Due to limited resources, Fast Track Interventions should be chosen wisely and in a transparent way. Therefore, we involved the Head of District in mapping, prioritizing and identifying the target groups and the respective interventions. In identifying the beneficiaries and prioritizing the types of intervention, the socioeconomic situations of the communities were taken into consideration. The following table shows the Fast Track Interventions implemented in Azraq and lists their advantages and disadvantages:
|Fast Track Intervention||Advantages & opportunities||Disadvantages & risks|
|Purchase of a new desludging truck for Al Azraq municipality|| |
Reducing the deficit between service provision and demand which in turn reduces the number of overflowing cesspits as well as the risk of health diseases and groundwater contamination.
Increasing the amount of wastewater collected by the municipality, which in turn ensures the constant delivery of the wastewater and faecal sludge into the new wastewater treatment plant.
A brand-new truck with a huge capacity and relatively low cost for the municipality can affect the private truck business that is more expensive and less well equipped.
The truck may not be maintained properly.
|Rehabilitation of two dangerous open cesspits in Al Azraq|| |
Reducing the health risks of kids and animals, who are at risk of falling into open cesspits.
Reducing environmental risks.
Supporting the local market through collaborations with local contractors.
Drawing attention to the dangers of having unsafe dumpsites.
Limited funding means only targeting a small number of cesspits.
Unregistered local contractors are difficult to manage in terms of logistics and reporting.
In disadvantaged communities, houses are often built irregularly / illegally (slums). Therefore, Head of District requires letters from concerned households stating ownership of land that the cesspit is located on and confirmation of accuracy and truthfulness of information.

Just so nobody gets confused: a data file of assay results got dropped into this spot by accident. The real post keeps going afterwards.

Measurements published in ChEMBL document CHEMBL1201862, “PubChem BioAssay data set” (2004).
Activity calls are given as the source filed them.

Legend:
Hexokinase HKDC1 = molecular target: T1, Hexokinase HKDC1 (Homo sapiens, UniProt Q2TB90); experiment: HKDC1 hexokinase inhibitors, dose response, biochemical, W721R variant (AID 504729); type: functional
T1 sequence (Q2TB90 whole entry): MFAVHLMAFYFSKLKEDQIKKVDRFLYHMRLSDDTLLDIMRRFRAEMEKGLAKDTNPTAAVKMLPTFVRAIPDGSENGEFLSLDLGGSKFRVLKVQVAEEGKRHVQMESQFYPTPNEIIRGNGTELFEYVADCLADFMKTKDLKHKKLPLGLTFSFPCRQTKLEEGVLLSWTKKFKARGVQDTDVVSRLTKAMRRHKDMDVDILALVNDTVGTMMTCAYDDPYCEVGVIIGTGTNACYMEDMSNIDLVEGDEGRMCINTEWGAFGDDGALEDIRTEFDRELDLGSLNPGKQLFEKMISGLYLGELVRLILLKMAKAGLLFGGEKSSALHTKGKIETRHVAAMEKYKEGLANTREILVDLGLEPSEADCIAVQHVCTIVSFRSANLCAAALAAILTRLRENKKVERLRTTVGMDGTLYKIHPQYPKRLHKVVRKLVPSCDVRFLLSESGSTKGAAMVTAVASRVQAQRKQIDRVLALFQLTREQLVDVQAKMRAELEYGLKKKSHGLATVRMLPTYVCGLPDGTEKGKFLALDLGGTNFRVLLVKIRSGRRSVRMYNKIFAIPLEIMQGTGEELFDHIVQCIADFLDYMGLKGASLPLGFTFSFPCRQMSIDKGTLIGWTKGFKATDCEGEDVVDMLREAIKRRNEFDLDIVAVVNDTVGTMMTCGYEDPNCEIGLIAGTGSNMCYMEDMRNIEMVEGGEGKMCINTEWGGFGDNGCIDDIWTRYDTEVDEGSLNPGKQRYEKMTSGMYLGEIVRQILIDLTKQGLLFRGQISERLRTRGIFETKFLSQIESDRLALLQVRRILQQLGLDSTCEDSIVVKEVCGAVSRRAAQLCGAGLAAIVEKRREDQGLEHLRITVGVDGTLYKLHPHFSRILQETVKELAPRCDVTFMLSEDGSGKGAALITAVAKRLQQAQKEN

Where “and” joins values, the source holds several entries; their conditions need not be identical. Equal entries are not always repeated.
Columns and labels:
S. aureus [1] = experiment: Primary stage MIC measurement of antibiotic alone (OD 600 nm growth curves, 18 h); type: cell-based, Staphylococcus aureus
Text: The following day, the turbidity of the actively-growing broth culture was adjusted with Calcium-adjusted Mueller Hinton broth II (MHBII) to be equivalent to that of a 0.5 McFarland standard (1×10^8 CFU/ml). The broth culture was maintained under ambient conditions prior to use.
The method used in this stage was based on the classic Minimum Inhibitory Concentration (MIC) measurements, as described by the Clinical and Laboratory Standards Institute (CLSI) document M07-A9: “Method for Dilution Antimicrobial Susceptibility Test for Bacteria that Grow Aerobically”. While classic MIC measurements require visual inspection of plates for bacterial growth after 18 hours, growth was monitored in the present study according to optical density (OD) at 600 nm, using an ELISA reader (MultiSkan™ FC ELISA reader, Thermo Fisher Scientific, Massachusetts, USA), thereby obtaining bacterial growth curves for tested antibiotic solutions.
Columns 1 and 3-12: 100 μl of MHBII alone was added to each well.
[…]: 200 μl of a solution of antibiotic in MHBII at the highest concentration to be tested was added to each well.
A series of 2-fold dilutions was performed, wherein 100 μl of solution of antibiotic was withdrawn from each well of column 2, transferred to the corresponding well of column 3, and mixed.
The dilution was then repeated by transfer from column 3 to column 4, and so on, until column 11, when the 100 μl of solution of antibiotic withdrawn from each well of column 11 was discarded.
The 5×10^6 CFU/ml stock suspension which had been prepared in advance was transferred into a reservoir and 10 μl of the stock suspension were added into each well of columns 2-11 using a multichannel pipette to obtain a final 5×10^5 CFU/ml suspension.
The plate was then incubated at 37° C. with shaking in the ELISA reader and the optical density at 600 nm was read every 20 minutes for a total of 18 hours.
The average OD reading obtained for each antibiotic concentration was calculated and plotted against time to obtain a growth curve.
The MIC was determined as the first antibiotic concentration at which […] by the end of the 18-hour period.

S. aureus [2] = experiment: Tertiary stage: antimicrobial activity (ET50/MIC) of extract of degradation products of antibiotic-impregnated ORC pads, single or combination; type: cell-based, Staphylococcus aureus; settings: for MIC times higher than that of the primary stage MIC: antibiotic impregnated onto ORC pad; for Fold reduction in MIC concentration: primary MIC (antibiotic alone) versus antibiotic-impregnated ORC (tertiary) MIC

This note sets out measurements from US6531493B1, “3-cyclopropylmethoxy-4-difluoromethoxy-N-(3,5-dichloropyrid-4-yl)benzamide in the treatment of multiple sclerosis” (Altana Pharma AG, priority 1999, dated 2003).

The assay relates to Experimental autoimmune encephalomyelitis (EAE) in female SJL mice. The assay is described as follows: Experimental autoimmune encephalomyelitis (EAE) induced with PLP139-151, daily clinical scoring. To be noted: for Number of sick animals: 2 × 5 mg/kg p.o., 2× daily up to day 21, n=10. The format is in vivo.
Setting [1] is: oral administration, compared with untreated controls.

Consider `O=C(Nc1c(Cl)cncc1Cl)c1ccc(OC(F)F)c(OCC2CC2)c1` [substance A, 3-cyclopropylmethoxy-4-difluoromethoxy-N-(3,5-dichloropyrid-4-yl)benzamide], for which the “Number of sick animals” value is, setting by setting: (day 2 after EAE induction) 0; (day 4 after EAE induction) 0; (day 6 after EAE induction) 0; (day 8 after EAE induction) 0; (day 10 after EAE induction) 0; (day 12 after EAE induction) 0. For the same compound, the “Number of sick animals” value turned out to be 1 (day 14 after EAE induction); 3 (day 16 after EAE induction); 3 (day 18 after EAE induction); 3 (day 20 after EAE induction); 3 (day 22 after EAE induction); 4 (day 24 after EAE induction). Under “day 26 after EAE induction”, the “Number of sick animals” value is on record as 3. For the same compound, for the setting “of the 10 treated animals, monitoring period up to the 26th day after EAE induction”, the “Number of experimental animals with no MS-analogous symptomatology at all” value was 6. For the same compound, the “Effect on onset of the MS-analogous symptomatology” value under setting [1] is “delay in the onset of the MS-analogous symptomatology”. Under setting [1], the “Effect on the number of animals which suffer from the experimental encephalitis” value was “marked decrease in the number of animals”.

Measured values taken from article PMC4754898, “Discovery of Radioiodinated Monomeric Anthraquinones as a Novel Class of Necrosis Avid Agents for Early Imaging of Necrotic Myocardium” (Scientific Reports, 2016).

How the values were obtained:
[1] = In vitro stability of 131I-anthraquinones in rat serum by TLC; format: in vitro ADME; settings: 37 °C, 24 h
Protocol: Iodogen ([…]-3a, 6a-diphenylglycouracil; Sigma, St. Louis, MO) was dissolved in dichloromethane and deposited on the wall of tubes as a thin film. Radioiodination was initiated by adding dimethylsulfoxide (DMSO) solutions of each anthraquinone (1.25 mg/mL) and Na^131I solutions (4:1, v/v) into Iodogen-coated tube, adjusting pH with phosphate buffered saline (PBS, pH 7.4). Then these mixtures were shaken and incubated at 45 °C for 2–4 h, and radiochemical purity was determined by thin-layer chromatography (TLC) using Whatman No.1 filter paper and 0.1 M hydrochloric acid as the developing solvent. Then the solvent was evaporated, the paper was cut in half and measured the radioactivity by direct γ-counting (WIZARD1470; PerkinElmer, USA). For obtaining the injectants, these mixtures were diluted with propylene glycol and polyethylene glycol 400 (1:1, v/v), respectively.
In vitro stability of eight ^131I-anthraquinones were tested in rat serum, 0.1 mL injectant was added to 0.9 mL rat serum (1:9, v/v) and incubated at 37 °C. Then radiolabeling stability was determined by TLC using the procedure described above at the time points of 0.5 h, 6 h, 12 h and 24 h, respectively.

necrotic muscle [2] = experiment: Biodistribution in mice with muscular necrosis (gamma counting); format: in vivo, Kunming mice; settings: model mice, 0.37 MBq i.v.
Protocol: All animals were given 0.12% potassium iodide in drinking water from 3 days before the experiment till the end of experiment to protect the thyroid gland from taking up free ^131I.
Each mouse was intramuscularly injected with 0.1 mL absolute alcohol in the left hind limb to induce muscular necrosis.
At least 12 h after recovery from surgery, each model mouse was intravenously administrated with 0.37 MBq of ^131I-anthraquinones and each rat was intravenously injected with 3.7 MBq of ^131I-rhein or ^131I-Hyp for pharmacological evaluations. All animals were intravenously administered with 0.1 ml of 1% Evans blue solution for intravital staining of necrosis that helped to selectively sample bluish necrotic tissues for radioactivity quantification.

|WASH in schools in Al Azraq|| |
Enhancement of WASH services and infrastructure in schools.
Rehabilitation and construction of WASH facilities.
Promoting behavioural change, personal and community hygiene practices, and community mobilization.
Creating knowledge transfer channels to deliver the project objectives to families through teachers and students in a simple and context-friendly perspective.
You can’t ensure the sustainability of your intervention in any school which does not have cleaning and guard staff.
Lack of daily tracking of every cleaning activity and continuous maintenance of the infrastructure can damage the entire intervention.
Less talk, more action!
In small communities, the work or reputation of an organisation can swiftly be promoted or rejected. Fast Track Interventions must therefore be based on necessity. Many organizations have been blacklisted in the community because they work for exposure, not for purpose. This will destroy the community's trust in the organization and in future interventions by other organizations. In Azraq, there has been a lack of trust between the community and non-governmental organizations due to past projects that were planned not for their needs but for publicity purposes and the benefit of select groups. However, our Fast Track Interventions helped to rebuild trust in the community and local institutions. This facilitated the activities of our project on site and provided us with "proof of concept" that we are here to work and not only to talk.
- Did you involve local expertise and experience in the analysis and implementation of your Fast Track Intervention to ensure having all relevant information?
- Have you defined scope, appropriate timing and beneficiaries with the entire project team and the local stakeholders?
- Did the beneficiaries make a clear contribution towards the project objectives in return?
- Did you consider mitigating all risks related to the implementation of the fast track intervention?
- Have you considered creating synergies with other project activities and external projects?
- Do you have sufficient funds to generate meaningful impact?
- Did you assess the actual needs and demands in the targeted area by engaging the local stakeholders?